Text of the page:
A failure of love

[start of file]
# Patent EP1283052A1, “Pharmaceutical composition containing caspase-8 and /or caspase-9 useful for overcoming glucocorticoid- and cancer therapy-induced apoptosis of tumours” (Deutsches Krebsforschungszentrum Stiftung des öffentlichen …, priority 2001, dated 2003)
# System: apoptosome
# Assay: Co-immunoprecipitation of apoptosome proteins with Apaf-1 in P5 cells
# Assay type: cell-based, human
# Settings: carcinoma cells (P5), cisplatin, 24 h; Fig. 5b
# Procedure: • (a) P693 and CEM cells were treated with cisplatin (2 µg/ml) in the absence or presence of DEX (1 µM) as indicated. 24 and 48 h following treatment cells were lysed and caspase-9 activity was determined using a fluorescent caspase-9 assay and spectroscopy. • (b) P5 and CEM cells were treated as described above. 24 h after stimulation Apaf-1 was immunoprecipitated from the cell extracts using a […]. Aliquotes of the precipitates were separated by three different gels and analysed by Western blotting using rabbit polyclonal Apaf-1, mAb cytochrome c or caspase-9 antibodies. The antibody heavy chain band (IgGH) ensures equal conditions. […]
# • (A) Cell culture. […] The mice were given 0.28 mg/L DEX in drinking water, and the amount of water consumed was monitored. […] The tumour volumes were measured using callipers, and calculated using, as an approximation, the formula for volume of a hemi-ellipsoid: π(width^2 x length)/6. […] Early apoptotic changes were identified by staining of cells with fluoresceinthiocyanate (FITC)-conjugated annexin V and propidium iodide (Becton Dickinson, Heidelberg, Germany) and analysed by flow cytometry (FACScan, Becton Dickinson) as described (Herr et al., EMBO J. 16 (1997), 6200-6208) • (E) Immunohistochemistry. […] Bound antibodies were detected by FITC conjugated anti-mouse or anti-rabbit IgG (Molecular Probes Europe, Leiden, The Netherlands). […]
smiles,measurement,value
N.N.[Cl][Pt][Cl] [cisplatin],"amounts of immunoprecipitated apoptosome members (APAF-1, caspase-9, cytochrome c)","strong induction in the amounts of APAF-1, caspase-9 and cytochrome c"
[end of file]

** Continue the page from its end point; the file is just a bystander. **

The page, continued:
Written in 1980, Innocent Blood is the first of P.D. James’s few stand alone novels. No detectives here, and more secrets than mysteries. Philippa Palfrey is the spoiled adopted child of a wealthy, emotionally barren couple. Although she was eight years old at the time she was taken in, Philippa retains only hazy impressions from her early childhood, and now determines to meet her birth mother, Mary Ducton, whom she believed was dead. But she doesn’t let the truth, when she discovers it, to hamper her in her quest to find answers to “who I am,” not even upon learning that her mother murdered a child and is about to be paroled. Philippa sets up housekeeping with Mary, ignorant of the fact that her mother is being stalked by the father of the murdered child, who intends to commit a revenge killing. The story shuttles between these two plots, which are deftly designed and written with James’s usual skill and elegance. It is the characters that propel this novel out of the crime genre and into the realm of literary fiction. Philippa has more than her share of the arrogance and self involvement that define late adolescence, which makes her less sympathetic than expected. Mary Ducton is much a victim of her own emotions, and adoptive mother Hilda is well meaning but ineffectual. Philippa’s birth father, a rapist, is dead, and her adoptive father Maurice is a sociologist, very supercilious for a man who had to acquire his status by marrying money, and coolly amoral to boot. The prospective murderer, James Scase, has been paralyzed since losing his daughter, and now becomes a most wily and cold-blooded stalker. None of the characters, including the minor ones, is particularly appealing, yet such is the power of the writing that the reader is compelled to keep turning the pages. There is a most definite denoument to this novel, for the reader. The characters, however, still have much to learn.